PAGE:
Tag Archive | Bygdeboks

Following an X match in the Etne farm books


Having just received the Etne, Norway local history books (bygdebuker) for Christmas, I have spent countless hours looking at my ancestors in them. Naturally I have been trying to think of even more ways to use these books.

An idea that came to me was to look at my Dad’s one-to-many X matches at GEDmatch.com and see if I could find a match where I could follow the lines and connect them to Dad’s maternal grandad via those books


The largest X match he had with an unfamiliar name and email was to *k for 26.8 centimorgans (cMs) and it included a small autosomal match of 6.3 cMs. This seemed promising so I used the user lookup function on my GEDmatch home page and was delighted to see that she had uploaded a GEDCOM.


The GEDCOM number is clickable from the lookup result and it takes you to a page listing the individual. Of course what you really want is the pedigree to quickly scan for relatives in common and there is a button for that at the top of the page. Better is to use the compare 2 GEDCOMs feature from the home page to compare your match’s GEDCOM to your own. Works great if you both have deep trees but I had no luck with that for *k.

Next I clicked on the pedigree button at the top of her individual listing in the GEDCOM which took me to her pedigree page. Nothing jumped out at me and most of them were from Germany.

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Translating Farm Books Using a Norwegian OCR program

When I scan in documents I use a product called PaperPort for my Optical Character Reader (OCR – turns images of words into text that can be edited in a word processor) but it does not know about Norwegian characters.  So it has been a lot of work for me to clean up the result of a Norwegian scan in order to use Google Translate on it. Needless to say, I was delighted to read that there is an online OCR program for Norwegian!   Jim Bergquist, a fellow subscriber to the rootsweb Norway list, posted the step by step process to that group for translating farm book entries using this tool and he has given me permission to rephrase his method on this blog. Here it is:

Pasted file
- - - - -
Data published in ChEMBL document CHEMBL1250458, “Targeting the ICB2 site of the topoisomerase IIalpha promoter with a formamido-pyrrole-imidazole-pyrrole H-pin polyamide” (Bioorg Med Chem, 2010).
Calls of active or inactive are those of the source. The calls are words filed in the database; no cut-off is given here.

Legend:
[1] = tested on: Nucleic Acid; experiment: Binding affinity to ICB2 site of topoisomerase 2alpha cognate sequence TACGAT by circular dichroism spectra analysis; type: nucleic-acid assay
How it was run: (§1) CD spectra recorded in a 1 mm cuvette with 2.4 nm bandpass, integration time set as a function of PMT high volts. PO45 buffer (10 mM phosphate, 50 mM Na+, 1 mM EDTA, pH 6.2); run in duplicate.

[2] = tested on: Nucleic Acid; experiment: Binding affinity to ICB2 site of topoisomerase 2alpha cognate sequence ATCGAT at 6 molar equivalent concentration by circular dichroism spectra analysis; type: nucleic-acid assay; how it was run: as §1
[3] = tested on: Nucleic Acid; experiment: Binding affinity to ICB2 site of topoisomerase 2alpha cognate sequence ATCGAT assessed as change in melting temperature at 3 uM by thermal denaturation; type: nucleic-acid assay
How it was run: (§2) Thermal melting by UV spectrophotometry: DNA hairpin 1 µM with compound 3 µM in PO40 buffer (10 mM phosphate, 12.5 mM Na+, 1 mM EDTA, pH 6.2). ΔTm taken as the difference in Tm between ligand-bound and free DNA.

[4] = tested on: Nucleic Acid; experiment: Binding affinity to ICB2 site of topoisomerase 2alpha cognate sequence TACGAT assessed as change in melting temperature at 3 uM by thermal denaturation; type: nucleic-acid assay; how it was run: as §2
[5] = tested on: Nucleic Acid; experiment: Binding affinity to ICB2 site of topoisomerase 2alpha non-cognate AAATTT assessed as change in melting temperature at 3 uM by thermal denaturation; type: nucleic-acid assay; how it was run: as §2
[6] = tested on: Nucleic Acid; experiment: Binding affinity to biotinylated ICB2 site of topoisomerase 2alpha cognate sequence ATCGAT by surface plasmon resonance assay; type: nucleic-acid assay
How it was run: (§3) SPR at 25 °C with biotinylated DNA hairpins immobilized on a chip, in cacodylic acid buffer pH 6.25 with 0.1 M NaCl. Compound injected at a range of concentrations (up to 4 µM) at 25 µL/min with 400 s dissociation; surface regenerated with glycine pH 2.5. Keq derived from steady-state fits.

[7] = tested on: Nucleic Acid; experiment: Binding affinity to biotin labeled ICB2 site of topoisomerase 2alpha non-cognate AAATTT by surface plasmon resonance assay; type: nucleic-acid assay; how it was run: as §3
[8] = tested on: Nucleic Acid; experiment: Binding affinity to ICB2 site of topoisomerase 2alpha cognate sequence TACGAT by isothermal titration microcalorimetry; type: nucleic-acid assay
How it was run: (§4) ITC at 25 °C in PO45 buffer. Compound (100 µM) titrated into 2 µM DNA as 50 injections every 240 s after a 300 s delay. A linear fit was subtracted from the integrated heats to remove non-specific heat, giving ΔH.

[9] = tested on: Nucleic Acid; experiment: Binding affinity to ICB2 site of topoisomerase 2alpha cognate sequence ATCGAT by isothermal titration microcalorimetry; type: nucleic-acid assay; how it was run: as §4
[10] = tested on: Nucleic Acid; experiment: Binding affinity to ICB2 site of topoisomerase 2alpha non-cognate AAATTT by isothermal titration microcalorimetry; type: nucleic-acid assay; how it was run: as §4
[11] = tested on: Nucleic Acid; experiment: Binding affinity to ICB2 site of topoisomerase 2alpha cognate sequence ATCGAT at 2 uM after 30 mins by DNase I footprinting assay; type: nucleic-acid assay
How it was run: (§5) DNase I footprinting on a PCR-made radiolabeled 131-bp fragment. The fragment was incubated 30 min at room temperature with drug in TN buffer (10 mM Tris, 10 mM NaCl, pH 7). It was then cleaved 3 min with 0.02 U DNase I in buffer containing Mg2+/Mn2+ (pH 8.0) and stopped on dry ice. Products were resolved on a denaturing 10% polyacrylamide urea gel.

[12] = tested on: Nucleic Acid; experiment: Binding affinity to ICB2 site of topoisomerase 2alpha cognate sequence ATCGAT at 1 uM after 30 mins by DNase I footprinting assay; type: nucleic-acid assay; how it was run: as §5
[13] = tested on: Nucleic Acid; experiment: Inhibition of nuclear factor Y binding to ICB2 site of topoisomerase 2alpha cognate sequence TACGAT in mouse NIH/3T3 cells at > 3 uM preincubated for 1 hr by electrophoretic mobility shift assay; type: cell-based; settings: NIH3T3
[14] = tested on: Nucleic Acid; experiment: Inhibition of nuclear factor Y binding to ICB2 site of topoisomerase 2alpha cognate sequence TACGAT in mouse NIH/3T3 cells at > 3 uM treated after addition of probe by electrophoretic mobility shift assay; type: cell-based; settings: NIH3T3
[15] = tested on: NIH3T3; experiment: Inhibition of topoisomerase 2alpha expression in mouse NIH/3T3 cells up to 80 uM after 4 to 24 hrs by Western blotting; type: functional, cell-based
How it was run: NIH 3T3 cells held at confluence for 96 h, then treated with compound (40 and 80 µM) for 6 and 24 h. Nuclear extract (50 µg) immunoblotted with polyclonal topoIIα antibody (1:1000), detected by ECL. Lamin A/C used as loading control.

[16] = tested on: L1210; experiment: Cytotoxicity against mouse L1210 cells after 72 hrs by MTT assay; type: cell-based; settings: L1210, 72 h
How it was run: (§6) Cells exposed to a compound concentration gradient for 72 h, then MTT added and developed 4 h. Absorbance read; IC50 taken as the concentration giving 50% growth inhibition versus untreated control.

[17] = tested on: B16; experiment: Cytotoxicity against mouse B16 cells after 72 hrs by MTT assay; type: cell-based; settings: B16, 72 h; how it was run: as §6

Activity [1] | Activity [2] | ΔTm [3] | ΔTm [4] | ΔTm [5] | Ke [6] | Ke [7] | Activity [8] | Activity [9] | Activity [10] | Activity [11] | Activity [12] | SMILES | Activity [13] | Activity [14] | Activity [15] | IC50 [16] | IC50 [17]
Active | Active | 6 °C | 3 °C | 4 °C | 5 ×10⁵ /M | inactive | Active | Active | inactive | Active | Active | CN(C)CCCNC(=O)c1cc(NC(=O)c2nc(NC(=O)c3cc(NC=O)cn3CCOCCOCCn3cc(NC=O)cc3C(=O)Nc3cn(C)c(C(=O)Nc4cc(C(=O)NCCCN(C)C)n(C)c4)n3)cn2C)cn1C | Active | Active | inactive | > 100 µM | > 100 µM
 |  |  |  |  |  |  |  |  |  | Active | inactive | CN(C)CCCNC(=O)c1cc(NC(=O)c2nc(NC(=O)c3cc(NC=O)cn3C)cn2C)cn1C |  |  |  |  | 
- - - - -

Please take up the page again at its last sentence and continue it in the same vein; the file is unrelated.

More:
1. Crop the text part of your scanned image and save as a separate image file. Make sure to do a multi-column pages one column at a time.
  2. Go to http://www.i2ocr.com/free-online-norwegian-ocr . This is an online Optical Character Recognition tool. You don’t have to download or install any software.
  3. Instructions at the bottom tell you to:
    1. Click the “File” radio button. Press “Select Image”. Use the file box to navigater to where you put the image on your computer.
    2. Leave the language in Norwegian.
    3. Enter the two numbers or words separated by a space. These are used to prevent automated robots from using the site for hours.
    4. Press “Extract Text.”
  4. Three buttons will appear at the bottom of the screen and the extracted text will be in the left hand box (see example below).
    • Download, to put it on your own computer (a good choice).
    • Translate, I haven’t used – it may send it as-is to Google Translate. However, OCR usually requires some corrections to be made, so you should look at the result and correct it before trying to translate.
    • Edit in Google Docs, if you are familiar with working on documents in the cloud.
    • Of course you can just cut and paste the text in the left hand box over to your word processor instead of any of the above options, which is what I did.
  5. When you have corrected any OCR errors in the file, select the text and paste it into Google Translate.

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